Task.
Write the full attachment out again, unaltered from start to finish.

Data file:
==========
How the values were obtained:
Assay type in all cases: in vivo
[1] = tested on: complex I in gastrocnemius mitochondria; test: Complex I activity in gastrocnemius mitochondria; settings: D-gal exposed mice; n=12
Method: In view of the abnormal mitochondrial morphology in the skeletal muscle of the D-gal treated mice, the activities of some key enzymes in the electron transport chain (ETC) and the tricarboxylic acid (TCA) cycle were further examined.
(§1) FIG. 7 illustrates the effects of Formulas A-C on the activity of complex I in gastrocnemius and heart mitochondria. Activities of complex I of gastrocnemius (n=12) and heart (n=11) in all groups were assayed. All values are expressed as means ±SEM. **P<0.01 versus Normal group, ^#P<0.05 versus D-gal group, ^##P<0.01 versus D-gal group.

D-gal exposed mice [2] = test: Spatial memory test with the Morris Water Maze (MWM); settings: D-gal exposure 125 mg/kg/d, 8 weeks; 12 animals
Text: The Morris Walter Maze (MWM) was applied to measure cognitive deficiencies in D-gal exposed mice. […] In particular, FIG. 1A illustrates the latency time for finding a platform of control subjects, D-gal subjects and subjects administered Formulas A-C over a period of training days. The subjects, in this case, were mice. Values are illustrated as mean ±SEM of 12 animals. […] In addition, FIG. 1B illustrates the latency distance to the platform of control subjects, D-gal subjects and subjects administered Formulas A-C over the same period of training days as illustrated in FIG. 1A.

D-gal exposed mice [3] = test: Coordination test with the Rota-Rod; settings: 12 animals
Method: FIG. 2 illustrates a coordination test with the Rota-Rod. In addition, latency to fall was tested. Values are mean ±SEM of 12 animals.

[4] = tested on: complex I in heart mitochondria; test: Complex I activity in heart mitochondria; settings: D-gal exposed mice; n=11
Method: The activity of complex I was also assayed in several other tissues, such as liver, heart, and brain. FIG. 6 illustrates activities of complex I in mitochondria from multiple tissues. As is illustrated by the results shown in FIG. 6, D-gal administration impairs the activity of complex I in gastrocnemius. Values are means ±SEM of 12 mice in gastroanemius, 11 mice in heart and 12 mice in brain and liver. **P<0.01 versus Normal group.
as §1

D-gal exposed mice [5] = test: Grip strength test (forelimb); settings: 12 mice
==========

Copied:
How the values were obtained:
Assay type in all cases: in vivo
[1] = tested on: complex I in gastrocnemius mitochondria; test: Complex I activity in gastrocnemius mitochondria; settings: D-gal exposed mice; n=12
Method: In view of the abnormal mitochondrial morphology in the skeletal muscle of the D-gal treated mice, the activities of some key enzymes in the electron transport chain (ETC) and the tricarboxylic acid (TCA) cycle were further examined.
(§1) FIG. 7 illustrates the effects of Formulas A-C on the activity of complex I in gastrocnemius and heart mitochondria. Activities of complex I of gastrocnemius (n=12) and heart (n=11) in all groups were assayed. All values are expressed as means ±SEM. **P<0.01 versus Normal group, ^#P<0.05 versus D-gal group, ^##P<0.01 versus D-gal group.

D-gal exposed mice [2] = test: Spatial memory test with the Morris Water Maze (MWM); settings: D-gal exposure 125 mg/kg/d, 8 weeks; 12 animals
Text: The Morris Walter Maze (MWM) was applied to measure cognitive deficiencies in D-gal exposed mice. […] In particular, FIG. 1A illustrates the latency time for finding a platform of control subjects, D-gal subjects and subjects administered Formulas A-C over a period of training days. The subjects, in this case, were mice. Values are illustrated as mean ±SEM of 12 animals. […] In addition, FIG. 1B illustrates the latency distance to the platform of control subjects, D-gal subjects and subjects administered Formulas A-C over the same period of training days as illustrated in FIG. 1A.

D-gal exposed mice [3] = test: Coordination test with the Rota-Rod; settings: 12 animals
Method: FIG. 2 illustrates a coordination test with the Rota-Rod. In addition, latency to fall was tested. Values are mean ±SEM of 12 animals.

[4] = tested on: complex I in heart mitochondria; test: Complex I activity in heart mitochondria; settings: D-gal exposed mice; n=11
Method: The activity of complex I was also assayed in several other tissues, such as liver, heart, and brain. FIG. 6 illustrates activities of complex I in mitochondria from multiple tissues. As is illustrated by the results shown in FIG. 6, D-gal administration impairs the activity of complex I in gastrocnemius. Values are means ±SEM of 12 mice in gastroanemius, 11 mice in heart and 12 mice in brain and liver. **P<0.01 versus Normal group.
as §1

D-gal exposed mice [5] = test: Grip strength test (forelimb); settings: 12 mice